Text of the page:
It would be easy to eat too much here -- already, I am fighting the urge to walk into town, buy groceries, offer to cook rice and curry for a dozen people. I am so habituated to that sort of work. At home, there are always people who need to be fed. And if it isn't my week to cook, there are still rooms to clean, the garden to weed, a hundred and one items to repair or build or or or. Maybe I should throw a party.
What's wrong with me?
If it weren't so hot, I would be tempted to go for a second walk. My body is used to more labor than this. There are no children to carry here.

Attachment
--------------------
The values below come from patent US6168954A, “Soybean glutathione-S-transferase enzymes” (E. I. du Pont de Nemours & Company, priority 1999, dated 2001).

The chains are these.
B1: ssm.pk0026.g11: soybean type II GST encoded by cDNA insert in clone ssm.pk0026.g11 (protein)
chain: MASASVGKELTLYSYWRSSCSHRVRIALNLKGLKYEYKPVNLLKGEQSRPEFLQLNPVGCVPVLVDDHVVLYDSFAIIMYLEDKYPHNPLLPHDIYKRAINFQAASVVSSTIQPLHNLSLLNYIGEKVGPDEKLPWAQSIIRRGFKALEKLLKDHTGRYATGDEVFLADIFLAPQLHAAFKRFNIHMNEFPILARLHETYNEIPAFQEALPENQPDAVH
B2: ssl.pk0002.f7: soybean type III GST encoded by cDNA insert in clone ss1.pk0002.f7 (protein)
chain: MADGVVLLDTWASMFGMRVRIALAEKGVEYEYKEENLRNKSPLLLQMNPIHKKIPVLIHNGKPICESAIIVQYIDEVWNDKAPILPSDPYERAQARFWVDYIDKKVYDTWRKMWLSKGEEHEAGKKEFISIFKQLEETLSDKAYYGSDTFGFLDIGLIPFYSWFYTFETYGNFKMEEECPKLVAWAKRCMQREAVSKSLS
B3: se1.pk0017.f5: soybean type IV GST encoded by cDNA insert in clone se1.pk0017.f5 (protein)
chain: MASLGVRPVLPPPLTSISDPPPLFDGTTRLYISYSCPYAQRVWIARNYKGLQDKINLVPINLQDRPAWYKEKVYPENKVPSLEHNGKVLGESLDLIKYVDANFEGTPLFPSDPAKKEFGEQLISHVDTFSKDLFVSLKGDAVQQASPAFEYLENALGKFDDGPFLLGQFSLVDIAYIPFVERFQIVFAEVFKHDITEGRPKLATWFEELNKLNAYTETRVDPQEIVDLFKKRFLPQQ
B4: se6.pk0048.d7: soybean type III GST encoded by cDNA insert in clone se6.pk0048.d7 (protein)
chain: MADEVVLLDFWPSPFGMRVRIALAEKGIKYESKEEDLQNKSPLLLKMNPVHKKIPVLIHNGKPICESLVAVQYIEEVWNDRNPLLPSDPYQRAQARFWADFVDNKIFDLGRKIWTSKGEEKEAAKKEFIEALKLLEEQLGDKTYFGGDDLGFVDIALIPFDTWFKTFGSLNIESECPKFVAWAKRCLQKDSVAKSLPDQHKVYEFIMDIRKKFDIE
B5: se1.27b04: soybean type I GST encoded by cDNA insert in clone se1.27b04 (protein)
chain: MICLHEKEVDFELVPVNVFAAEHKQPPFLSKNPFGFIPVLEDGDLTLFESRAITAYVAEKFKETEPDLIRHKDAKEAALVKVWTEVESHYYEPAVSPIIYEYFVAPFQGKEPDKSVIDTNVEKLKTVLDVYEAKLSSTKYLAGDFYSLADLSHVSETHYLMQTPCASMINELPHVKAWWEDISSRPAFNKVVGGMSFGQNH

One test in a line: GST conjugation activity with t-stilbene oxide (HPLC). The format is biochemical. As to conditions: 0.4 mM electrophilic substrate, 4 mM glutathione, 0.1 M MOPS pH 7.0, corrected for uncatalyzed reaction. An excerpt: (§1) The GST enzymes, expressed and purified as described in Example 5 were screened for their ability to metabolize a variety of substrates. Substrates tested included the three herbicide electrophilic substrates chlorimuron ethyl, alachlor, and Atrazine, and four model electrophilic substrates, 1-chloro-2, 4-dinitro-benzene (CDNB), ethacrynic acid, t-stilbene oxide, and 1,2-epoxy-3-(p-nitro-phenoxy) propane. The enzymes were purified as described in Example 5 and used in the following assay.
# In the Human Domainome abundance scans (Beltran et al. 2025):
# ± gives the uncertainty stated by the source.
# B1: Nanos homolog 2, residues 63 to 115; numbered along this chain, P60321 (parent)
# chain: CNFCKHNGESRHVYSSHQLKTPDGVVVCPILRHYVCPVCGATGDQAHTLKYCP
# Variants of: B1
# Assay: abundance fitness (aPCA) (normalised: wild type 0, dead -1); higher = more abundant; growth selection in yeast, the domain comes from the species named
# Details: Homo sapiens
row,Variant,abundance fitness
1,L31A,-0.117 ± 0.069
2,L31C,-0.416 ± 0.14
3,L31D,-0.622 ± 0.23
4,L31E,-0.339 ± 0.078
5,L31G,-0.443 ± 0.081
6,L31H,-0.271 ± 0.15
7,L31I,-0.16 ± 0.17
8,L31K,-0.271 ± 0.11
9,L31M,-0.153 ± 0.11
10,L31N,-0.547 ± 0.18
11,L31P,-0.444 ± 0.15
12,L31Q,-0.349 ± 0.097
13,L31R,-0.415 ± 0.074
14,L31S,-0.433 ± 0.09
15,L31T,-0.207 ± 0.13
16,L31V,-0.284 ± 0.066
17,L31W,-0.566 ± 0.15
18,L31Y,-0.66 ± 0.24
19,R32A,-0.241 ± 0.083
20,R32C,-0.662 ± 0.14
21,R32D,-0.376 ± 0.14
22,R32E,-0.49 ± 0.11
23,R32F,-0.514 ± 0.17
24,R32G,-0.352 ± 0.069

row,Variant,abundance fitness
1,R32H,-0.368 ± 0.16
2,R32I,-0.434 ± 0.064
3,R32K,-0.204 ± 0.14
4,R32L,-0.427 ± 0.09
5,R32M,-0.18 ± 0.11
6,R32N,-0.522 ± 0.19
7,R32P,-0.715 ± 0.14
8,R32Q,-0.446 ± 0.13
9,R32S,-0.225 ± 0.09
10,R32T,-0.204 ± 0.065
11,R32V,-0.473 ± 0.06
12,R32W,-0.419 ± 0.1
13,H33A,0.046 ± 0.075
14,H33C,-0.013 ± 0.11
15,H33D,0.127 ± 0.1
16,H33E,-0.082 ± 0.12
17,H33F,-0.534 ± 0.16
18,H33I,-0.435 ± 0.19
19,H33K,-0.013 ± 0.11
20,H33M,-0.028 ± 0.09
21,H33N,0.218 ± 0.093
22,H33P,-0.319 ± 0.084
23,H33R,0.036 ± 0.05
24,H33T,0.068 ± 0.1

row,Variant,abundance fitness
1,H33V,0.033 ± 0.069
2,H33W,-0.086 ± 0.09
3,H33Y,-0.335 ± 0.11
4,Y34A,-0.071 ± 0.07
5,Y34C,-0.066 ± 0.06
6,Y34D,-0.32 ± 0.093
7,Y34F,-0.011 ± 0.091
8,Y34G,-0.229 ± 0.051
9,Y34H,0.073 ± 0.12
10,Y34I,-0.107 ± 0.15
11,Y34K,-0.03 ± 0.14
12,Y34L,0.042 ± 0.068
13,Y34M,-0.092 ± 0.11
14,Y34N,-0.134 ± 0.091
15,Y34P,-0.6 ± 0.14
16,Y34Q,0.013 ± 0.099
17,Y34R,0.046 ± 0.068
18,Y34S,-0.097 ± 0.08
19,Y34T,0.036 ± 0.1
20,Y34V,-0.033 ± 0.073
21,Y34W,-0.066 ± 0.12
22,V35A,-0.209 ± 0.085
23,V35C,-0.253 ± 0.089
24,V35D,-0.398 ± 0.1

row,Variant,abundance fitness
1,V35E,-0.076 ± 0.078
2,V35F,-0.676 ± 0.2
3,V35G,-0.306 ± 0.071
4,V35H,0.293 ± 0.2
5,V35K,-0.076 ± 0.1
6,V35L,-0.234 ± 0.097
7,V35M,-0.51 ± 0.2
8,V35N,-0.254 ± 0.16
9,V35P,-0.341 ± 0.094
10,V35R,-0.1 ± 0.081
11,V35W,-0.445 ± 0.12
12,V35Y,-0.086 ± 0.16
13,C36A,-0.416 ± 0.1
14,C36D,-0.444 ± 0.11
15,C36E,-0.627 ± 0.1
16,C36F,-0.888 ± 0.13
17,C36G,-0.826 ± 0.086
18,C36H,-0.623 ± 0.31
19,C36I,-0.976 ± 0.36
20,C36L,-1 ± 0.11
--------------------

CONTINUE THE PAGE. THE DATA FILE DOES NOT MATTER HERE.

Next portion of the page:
Instead, I will lie in bed, read, make notes. I've just read a three-page piece by Henry Alford, "Appointment in Istanbul," which is very similar to a bit from my book, a casual betrayal, but also very different. I've made a few notes, thoughts sparked for potential new sections. Now, on to reading the second essay (from Best American Travel Writing 2010 -- why 2010? Because that's the year the library had).
I need to slow myself down. Stop and smell the roses. Try not to get stung.